U.S. Secretary of State John Kerry speaks at a news conference
U.S. Secretary of State John Kerry speaks at a news conference as part of the U.S.-Japan Security Consultative Committee (2+2) meeting in New York April 27, 2015. Reuters/Andrew Kelly

The United States will lend a helping hand to address the refugee crisis that is hurting Europe. According to John Kerry, the U.S. Secretary of State, the United States would significantly increase its intake of worldwide refugees over the next two years.

During a recent visit to Germany, Kerry said his country has plans to accept 85,000 refugees in 2016 -- up from the 70,000 it has been taking so far. This number will be further increased to 100,000 in 2017. “This step is in keeping with America's best tradition as a land of second chances and a beacon of hope,” Kerry said.

Kerry was addressing a news conference along with German Foreign Minister Frank-Walter Steinmeier and said he discussed the refugee crisis with the German minister.

However, the refugees to be accepted by the U.S. will not be all Syrian, American officials said. It would also accommodate refugees from other strife-torn areas, including those from Africa. The White House has already announced its decision to take 10,000 Syrian refugees in the 2016 fiscal year. The refugees will be referred by the UN refugee agency and they will be screened by the U.S. Department of Homeland Security.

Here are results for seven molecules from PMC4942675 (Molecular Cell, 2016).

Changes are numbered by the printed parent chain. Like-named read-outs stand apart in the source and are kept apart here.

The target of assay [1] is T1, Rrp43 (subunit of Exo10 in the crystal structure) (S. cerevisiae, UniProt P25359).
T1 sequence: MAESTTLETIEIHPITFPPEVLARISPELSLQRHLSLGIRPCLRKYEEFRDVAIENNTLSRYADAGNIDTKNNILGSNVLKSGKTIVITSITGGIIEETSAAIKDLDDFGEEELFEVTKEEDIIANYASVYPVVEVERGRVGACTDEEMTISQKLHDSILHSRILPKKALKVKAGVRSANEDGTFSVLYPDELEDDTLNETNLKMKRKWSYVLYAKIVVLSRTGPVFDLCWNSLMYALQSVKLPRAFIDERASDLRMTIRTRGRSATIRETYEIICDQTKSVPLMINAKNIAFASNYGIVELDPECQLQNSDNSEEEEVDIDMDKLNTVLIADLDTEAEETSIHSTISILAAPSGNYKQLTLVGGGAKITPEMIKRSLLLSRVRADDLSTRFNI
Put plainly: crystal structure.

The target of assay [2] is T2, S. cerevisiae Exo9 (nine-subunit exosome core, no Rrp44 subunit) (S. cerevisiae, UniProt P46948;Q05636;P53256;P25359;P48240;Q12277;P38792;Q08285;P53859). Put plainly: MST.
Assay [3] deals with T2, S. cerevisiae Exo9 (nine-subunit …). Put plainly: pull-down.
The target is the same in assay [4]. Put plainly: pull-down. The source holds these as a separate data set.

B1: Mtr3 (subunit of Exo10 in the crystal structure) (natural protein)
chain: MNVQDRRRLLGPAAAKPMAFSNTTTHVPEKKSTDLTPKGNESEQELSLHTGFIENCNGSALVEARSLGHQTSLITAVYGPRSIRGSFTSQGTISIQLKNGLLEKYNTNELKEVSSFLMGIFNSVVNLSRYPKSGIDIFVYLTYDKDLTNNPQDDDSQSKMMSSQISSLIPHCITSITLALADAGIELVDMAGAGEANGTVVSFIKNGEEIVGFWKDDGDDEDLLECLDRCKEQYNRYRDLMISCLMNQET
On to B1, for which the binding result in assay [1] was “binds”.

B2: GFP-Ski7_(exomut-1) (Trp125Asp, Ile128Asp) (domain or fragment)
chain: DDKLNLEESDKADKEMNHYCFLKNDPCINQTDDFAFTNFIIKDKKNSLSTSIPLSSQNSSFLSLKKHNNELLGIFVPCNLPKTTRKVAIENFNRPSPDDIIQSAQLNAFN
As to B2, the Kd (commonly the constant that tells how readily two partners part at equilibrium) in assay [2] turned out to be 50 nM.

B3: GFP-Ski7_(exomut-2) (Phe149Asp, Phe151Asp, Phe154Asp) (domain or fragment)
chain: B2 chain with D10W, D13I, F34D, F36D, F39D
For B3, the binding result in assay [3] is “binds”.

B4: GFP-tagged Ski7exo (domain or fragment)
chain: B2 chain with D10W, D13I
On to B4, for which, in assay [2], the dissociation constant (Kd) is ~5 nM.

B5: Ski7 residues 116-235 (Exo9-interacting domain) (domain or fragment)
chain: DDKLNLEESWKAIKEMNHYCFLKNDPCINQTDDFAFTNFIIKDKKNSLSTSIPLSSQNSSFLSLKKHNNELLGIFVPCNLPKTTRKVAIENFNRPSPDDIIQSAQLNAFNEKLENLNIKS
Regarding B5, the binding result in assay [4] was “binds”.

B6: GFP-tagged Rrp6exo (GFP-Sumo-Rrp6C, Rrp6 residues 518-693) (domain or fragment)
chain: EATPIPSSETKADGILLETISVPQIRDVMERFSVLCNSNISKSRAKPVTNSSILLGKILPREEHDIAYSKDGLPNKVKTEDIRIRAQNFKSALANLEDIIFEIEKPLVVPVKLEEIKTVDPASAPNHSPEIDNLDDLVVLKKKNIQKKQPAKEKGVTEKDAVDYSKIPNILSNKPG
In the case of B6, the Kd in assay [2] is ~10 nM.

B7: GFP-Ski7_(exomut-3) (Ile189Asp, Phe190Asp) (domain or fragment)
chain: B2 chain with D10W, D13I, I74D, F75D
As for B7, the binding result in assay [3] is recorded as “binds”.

Financial aid

Meanwhile, White House spokesman Josh Earnest said the United States will contribute nearly US$419 million (AU$ 592 million) in humanitarian aid to help Syrian refugees. It will be spent on their emergency health care, safe drinking water, food and shelter. America will also spend US$4.5 billion (AU$6.36 billion) in mitigating the distressed conditions of refugee camps scattered across the Middle East region. The money will be channelled through the U.S. Agency for International Development, reported the Associated Press.

According to a report in the Wall Street Journal, the U.S. usually announces refugee caps at the end of each fiscal year with specific regional limits. In 2015 fiscal, most of the 70,000 refugees who entered the U.S. were from Myanmar, Iraq and Somalia. In 2014, the U.S. spent $1.1 billion (AU$1.55 billion) to resettle 70,000 refugees that also included funds for an orientation program on life in the U.S.

Republican criticism

Meanwhile, some Republicans expressed concern over terrorists sneaking into the country, under the garb of refugees.

“ISIS and other terrorist groups have made it abundantly clear that they will use the refugee crisis to try to enter the United States,” said Republican senator Chuck Grassley and Bob Goodlatte. Grassley said the administration’s attitude of "trust me" is not good enough. The refugee intake involves security checks with applicants having to go through extensive background checks for potential terrorist plotters. For Syrians, these checks may take 18 to 24 months.

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